#threads #globals #tls


A more ergonomic and more flexible form of thread local storage

5 releases (3 breaking)

0.4.1 Jan 1, 2021
0.4.0 Jan 1, 2021
0.3.0 Dec 8, 2020
0.2.0 Dec 7, 2020
0.1.0 Dec 6, 2020

#149 in Concurrency

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MIT license

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A more ergonomic and more flexible form of thread local storage.

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Inspired by the parameters feature from Racket.

The general idea is the following. Many applications have "context" variables that are needed by almost every module in the application. It is extremely tedious to pass down these values through every every function in the program. The obvious temptation is to use a global variable instead, but global variables have a bunch of widely known downsides:

  • They lack thread safety.

  • They create a hidden side channel between modules in your application that can create "spooky action at a distance."

  • Because there is only one instance of a global variable modules in the program can fight over what they want the value of it to be.

Threadstacks are a middle ground. Essentially instead of having a global variable, you keep a thread local stack of values. You can only refer to the value at the top of the stack, and the borrow checker will guarantee that your reference goes away before the value is popped. You can push new values on the stack, but they automatically expire when the lexical scope containing your push ends. Values on the threadstack are immutable unless you go out of your way to use a type with interior mutability like Cell or RefCell, so code that wants to customize the value typically will do so by pushing on onto the stack rather than clobbering the existing value as would normally occur with a global variable.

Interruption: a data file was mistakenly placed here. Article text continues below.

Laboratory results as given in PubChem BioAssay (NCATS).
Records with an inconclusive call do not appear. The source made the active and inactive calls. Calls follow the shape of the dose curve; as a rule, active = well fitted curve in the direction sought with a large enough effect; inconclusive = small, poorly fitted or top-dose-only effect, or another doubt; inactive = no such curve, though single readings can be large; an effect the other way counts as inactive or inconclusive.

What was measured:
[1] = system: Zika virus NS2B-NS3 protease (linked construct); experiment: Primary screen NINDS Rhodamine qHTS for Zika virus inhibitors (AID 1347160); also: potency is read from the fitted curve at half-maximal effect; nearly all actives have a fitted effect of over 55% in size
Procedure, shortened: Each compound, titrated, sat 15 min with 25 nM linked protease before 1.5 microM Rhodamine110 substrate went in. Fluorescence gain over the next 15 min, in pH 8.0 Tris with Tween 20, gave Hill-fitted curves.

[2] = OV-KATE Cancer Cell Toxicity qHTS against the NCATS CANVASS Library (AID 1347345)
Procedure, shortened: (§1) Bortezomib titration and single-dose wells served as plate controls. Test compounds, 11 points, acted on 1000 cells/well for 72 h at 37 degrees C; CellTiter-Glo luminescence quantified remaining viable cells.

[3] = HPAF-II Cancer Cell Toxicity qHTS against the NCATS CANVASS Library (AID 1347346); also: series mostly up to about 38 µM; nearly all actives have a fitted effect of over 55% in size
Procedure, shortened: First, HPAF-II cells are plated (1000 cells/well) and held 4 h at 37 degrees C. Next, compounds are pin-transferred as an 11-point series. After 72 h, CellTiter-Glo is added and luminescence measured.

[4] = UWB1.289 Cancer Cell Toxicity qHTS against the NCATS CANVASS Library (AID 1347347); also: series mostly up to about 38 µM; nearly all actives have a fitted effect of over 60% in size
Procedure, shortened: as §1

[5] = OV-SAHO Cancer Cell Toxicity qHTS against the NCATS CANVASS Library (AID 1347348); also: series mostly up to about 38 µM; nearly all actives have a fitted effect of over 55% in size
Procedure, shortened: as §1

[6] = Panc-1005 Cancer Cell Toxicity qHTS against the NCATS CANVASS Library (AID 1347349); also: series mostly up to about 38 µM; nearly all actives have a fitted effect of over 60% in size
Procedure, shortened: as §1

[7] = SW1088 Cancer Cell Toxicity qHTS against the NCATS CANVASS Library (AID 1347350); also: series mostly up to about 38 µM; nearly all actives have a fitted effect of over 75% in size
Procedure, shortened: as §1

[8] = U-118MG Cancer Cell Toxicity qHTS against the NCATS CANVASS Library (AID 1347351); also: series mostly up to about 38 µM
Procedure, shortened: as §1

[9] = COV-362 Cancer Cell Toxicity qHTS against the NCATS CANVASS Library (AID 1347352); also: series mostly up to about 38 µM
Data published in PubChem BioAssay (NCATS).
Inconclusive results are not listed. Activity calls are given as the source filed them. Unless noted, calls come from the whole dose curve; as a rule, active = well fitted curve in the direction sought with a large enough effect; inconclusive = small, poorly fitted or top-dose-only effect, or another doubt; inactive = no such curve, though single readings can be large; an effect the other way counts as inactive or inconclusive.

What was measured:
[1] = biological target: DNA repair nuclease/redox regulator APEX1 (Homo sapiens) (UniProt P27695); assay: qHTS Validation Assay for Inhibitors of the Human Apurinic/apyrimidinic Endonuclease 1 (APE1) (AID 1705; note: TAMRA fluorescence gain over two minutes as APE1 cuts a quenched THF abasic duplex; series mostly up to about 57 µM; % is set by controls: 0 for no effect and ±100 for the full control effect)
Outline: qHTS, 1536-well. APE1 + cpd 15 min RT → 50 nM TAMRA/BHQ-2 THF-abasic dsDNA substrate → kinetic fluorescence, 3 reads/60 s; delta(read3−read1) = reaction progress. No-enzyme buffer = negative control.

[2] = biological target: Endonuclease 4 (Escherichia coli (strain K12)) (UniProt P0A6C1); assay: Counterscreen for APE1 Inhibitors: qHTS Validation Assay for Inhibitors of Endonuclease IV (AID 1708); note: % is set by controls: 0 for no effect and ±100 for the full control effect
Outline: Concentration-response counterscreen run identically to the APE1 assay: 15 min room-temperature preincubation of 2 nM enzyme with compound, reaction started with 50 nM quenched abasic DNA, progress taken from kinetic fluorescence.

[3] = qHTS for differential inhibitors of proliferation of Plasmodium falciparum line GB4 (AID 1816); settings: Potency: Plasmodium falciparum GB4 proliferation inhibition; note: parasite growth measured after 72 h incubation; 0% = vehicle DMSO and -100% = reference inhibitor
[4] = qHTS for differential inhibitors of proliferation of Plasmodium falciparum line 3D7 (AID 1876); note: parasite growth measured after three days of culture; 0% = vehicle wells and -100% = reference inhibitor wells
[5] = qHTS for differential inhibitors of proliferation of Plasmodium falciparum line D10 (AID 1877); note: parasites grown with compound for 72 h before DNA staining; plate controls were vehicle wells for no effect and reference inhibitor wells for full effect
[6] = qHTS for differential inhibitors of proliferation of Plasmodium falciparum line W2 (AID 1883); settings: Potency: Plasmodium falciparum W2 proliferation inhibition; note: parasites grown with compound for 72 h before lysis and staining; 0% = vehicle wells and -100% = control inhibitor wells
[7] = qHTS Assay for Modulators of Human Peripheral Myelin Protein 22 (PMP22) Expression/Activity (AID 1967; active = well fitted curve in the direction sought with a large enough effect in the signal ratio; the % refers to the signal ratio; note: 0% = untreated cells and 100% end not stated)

This gives you the effect of a global variable that you can temporarily override. Functions that before would have referenced a global variable instead reference the top of the stack, and by pushing a value on the stack before calling said functions you can affect their behavior. However you are unable to affect the behavior when your caller calls those functions because by the time control returns to your caller the lexical scope containing your push will have ended and the value you pushed will have automatically been popped from the stack. This limits the degree to which different modules can step on each other.

Because the provided let_ref_thread_stack_value! creates references that have a special lifetime tied to the current stack frame, it is not necessary to wrap all code using thread stack values inside a call to something like my_local_key.with(|data| {...}) like you would have to with the standard thread_local! TLS implementation.


use threadstack::*;

    FOO: String = String::from("hello world");

let_ref_thread_stack_value!(my_reference, FOO);
assert!(my_reference == "hello world");

    push_thread_stack_value!("hello universe".into(), FOO);
    let_ref_thread_stack_value!(my_other_reference, FOO);
    assert!(my_other_reference == "hello universe");

assert!(my_reference == "hello world");
push_thread_stack_value!("hello galaxy".into(), FOO);
assert!(my_reference == "hello world"); // still is reference to old value!
let_ref_thread_stack_value!(my_reference, FOO); // shadows the old reference
assert!(my_reference == "hello galaxy");